Cultural Landscape Corridor Projects: European Approach - Italy, Chiarello, Giorgio - Giorgio Chiarello Architect, Italy

Cultural Landscape Corridor Projects: Statewide Cultural Landscape Survey, Dacus, Christopher A. - Hawaii Department of Transportation

Management of Cultural Landscape Corridors: Long Island Corridor Management Plan, Schultz, Annette - The RBA Group

Management of Cultural Landscape Corridors: Scenic Vista Management in Yosemite National Park, Humphrey, David - National Park Service

Management of Cultural Landscape Corridors: Advisory Council on Historic Preservation Perspective, Brown, Nancy - Advisory Council on Historic Preservation

Panel Discussion moderated by Van Citters, Karen - Van Citters Historic Preservation, LLC

Context-Sensitive Solutions, Practical Solutions, and Complete Streets (274): Extremely well-attended, this session explored the relationship of Context Sensitive Solutions to emerging practices in transportation such as Practical Solutions, Sustainable Vegetation, Complete Streets and Shared Streets. The presentations and following questions and discussion

Related Papers:

Context-Sensitive Solutions Versus Practical Solutions: What Are the Differences?, Stamatiadis, Nikiforos - University of Kentucky

Influencing Public Perception of Sustainable Roadside Vegetation Management Strategies, Lucey, Anne - University of Delaware

Complete Streets in the United States , McCann, Barbara - National Complete Streets Coalition and LaPlante, John N. - T Y Lin International

Investigating the Willingness of Drivers to Share Space with Pedestrians, Kaparias, Ioannis - Imperial College London, United Kingdom

What's New in Context Sensitive Solutions (748): This session presented case studies on how Context Sensitive Solutions are being applied in practice. The first presentation addressed the development of a GIS-based assessment tool to assist in quantifying and then prioritizing context issues in roadway projects that was piloted in Cape Town, South Africa. The second presentation described a context sensitive street improvement undertaken by a planning studio at University of California, Berkley. Finally, Leigh Lane, of NC State's Institute for Transportation Research and Education gave an overview of FHWA's recent technical assistance to State DOTs implementing Context Sensitive Solutions.


Creating Livable Neighborhoods Through Context-Sensitive Multimodal Road Planning, Beukes, Edward Andrew - University of Cape Town, South Africa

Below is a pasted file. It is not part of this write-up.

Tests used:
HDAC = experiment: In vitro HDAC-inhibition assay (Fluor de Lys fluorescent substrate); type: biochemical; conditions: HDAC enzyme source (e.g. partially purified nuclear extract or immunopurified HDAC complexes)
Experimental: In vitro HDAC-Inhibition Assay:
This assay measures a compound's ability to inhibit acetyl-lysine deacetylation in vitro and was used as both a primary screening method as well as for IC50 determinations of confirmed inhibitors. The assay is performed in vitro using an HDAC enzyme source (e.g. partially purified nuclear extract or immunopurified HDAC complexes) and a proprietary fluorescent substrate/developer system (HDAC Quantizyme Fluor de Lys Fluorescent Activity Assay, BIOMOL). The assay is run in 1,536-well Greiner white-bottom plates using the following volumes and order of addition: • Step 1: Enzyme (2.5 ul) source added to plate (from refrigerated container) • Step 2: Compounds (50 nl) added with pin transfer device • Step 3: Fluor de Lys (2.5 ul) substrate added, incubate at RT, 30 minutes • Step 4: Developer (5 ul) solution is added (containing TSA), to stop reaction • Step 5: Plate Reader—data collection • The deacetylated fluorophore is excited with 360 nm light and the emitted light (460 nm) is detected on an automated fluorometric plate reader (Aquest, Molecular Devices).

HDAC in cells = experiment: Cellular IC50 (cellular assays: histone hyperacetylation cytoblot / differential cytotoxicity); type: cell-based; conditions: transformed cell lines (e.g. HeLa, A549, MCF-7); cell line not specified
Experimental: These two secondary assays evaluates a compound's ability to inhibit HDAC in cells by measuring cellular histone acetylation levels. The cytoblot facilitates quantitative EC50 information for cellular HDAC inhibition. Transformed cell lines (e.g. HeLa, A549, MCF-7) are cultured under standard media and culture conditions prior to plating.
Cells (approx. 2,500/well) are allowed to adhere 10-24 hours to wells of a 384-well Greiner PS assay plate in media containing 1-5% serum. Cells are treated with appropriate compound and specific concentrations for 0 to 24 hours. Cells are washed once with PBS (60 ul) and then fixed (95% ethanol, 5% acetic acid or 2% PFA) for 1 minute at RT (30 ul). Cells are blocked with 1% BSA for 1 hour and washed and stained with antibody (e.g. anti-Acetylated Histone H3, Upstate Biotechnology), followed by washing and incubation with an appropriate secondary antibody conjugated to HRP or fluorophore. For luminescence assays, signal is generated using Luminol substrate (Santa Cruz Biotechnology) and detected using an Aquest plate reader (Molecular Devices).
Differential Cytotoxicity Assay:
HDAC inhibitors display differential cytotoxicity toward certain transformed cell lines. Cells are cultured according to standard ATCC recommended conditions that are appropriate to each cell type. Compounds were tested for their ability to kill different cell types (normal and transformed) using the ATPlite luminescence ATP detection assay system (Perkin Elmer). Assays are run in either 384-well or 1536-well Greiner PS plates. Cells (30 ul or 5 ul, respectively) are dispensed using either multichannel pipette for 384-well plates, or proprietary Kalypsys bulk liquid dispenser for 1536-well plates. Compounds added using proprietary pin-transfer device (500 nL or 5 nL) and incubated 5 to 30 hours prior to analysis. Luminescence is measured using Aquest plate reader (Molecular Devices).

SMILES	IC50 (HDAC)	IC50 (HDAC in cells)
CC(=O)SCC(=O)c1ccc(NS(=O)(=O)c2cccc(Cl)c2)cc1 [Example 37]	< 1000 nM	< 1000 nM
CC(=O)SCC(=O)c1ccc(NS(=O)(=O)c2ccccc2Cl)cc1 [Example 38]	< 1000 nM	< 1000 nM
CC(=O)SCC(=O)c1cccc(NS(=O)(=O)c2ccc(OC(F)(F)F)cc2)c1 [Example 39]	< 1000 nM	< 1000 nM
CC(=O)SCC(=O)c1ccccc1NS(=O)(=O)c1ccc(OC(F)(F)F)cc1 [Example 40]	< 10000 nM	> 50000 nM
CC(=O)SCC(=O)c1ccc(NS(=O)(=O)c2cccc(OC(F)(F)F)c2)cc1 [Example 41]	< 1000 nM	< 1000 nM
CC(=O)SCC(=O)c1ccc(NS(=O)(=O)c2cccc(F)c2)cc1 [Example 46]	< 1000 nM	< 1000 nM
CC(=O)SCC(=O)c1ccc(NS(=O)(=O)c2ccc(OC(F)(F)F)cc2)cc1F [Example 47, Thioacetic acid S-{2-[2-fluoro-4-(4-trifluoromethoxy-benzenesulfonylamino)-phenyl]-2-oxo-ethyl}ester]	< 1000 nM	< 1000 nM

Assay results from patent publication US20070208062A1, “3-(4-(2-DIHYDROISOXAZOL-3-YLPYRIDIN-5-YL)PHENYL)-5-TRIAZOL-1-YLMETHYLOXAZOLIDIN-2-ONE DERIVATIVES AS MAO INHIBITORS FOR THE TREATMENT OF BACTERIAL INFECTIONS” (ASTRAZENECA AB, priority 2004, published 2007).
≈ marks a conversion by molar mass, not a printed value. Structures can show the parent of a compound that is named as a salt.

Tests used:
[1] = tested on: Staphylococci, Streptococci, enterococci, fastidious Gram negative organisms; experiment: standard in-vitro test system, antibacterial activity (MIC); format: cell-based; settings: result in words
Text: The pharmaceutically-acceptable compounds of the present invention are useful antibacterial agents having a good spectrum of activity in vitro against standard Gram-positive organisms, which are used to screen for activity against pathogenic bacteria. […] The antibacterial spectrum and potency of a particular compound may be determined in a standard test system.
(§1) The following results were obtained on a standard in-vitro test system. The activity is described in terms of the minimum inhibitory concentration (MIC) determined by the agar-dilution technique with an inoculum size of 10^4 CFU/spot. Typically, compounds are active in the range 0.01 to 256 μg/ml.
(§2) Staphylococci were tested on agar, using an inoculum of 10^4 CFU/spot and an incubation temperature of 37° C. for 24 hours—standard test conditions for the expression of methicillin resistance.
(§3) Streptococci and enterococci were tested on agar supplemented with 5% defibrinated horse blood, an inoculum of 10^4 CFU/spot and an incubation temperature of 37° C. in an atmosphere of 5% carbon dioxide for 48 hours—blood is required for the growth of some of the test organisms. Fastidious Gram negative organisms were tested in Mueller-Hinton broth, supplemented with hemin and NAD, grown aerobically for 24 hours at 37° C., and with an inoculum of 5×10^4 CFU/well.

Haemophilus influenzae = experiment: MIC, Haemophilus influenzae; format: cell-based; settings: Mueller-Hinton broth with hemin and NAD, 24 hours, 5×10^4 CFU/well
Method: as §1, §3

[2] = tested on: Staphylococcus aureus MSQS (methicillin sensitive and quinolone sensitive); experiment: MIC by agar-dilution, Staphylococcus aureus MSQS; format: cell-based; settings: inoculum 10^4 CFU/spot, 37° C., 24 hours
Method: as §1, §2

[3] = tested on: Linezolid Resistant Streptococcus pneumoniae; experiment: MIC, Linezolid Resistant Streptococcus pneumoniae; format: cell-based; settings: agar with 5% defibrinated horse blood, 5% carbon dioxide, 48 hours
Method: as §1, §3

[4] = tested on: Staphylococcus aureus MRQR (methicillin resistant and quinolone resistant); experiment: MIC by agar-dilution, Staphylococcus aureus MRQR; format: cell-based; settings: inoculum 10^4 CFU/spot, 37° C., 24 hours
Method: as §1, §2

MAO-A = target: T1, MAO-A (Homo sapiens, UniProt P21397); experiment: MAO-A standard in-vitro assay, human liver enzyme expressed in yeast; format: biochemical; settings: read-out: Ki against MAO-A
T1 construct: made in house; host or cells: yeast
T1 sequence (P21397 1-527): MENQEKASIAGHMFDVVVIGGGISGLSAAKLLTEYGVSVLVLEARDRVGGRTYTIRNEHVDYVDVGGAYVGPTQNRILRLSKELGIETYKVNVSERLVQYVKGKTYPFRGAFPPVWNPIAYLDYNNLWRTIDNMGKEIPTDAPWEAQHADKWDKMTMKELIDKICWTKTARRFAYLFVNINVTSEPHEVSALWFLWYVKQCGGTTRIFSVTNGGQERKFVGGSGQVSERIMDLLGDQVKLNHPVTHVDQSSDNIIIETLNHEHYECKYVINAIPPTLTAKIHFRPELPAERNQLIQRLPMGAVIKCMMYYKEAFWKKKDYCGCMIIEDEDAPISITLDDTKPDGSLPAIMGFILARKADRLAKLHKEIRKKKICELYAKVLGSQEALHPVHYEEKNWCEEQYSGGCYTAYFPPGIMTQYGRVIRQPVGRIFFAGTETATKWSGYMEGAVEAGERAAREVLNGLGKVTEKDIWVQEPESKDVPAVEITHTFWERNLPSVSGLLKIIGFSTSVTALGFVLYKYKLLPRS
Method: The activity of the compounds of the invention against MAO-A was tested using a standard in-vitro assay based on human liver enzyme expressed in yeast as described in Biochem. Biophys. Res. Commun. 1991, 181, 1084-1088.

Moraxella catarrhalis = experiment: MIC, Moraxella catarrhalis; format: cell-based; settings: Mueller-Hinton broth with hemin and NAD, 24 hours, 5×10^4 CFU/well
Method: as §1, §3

Old Road, New Directions: Plan for Adeline Street in Berkeley, Griswold, Julia B. - University of California, Berkeley

Getting CSS Off the Ground: FHWA's Technical Assistance, Lane, Leigh Blackmon - North Carolina State University, Raleigh

Meeting of the Context Sensitive Design and Solutions task force (a task force within the Landscape and Environmental Design Committee)

Over the past several months, 87 new case studies have been posted on the CSS website. The case studies provide in-depth coverage of projects in 27 states, and the District of Columbia. The projects cover the range of opportunities in which CSS can be applied within the project development process, and illustrate, from the practitioners and community member's point of view, the benefits that CSS can deliver in the planning and implementation of a project, in respect to the cost savings, public input process, and overall effectiveness of the project.

The 87 case studies, which can be found here, were derived from the now concluded CSS National Dialog. The National Dialog accepted dozens of case studies from around the country, but only presented a fraction of them during their workshops. Now, we are pleased to announce, all of the case studies submitted to the CSS National Dialog can be found on, along with a host of other content developed by and for the CSS National Dialog.


Feedback, questions, comments, or problems?

Copyright © 2005 Context Sensitive All rights reserved.
About Us | Site Map | Privacy Policy

United States Department of Transportation - logo
Privacy Policy | Freedom of Information Act (FOIA) | Accessibility | Web Policies & Notices | No Fear Act | Report Waste, Fraud and Abuse | U.S. DOT Home | |

Federal Highway Administration | 1200 New Jersey Avenue, SE | Washington, DC 20590 | 202-366-4000